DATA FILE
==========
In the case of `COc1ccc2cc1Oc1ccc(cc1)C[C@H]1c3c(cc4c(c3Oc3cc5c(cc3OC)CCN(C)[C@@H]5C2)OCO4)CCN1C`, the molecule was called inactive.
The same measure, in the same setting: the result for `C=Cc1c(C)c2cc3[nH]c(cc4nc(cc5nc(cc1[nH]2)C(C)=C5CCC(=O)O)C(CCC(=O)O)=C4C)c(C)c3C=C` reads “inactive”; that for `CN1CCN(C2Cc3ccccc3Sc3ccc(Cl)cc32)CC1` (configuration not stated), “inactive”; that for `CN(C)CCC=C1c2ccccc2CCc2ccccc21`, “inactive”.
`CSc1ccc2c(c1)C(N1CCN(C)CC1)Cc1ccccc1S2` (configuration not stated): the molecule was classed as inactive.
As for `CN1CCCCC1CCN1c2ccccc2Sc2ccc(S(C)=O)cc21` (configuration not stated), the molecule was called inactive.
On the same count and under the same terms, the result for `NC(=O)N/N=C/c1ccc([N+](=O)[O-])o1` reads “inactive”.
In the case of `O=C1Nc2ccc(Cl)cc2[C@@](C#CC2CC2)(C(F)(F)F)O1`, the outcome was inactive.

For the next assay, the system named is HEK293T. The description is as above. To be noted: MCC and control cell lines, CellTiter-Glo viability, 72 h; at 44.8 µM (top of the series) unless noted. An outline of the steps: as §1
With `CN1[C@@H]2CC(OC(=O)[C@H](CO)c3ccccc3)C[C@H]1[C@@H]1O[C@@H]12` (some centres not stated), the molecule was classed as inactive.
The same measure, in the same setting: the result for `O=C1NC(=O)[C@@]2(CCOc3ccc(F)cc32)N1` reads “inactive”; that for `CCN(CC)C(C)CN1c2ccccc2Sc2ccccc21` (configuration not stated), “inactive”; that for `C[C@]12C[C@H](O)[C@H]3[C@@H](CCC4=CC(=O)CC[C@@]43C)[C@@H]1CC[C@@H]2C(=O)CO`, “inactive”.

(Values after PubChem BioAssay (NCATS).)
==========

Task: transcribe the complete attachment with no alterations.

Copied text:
In the case of `COc1ccc2cc1Oc1ccc(cc1)C[C@H]1c3c(cc4c(c3Oc3cc5c(cc3OC)CCN(C)[C@@H]5C2)OCO4)CCN1C`, the molecule was called inactive.
The same measure, in the same setting: the result for `C=Cc1c(C)c2cc3[nH]c(cc4nc(cc5nc(cc1[nH]2)C(C)=C5CCC(=O)O)C(CCC(=O)O)=C4C)c(C)c3C=C` reads “inactive”; that for `CN1CCN(C2Cc3ccccc3Sc3ccc(Cl)cc32)CC1` (configuration not stated), “inactive”; that for `CN(C)CCC=C1c2ccccc2CCc2ccccc21`, “inactive”.
`CSc1ccc2c(c1)C(N1CCN(C)CC1)Cc1ccccc1S2` (configuration not stated): the molecule was classed as inactive.
As for `CN1CCCCC1CCN1c2ccccc2Sc2ccc(S(C)=O)cc21` (configuration not stated), the molecule was called inactive.
On the same count and under the same terms, the result for `NC(=O)N/N=C/c1ccc([N+](=O)[O-])o1` reads “inactive”.
In the case of `O=C1Nc2ccc(Cl)cc2[C@@](C#CC2CC2)(C(F)(F)F)O1`, the outcome was inactive.

For the next assay, the system named is HEK293T. The description is as above. To be noted: MCC and control cell lines, CellTiter-Glo viability, 72 h; at 44.8 µM (top of the series) unless noted. An outline of the steps: as §1
With `CN1[C@@H]2CC(OC(=O)[C@H](CO)c3ccccc3)C[C@H]1[C@@H]1O[C@@H]12` (some centres not stated), the molecule was classed as inactive.
The same measure, in the same setting: the result for `O=C1NC(=O)[C@@]2(CCOc3ccc(F)cc32)N1` reads “inactive”; that for `CCN(CC)C(C)CN1c2ccccc2Sc2ccccc21` (configuration not stated), “inactive”; that for `C[C@]12C[C@H](O)[C@H]3[C@@H](CCC4=CC(=O)CC[C@@]43C)[C@@H]1CC[C@@H]2C(=O)CO`, “inactive”.

(Values after PubChem BioAssay (NCATS).)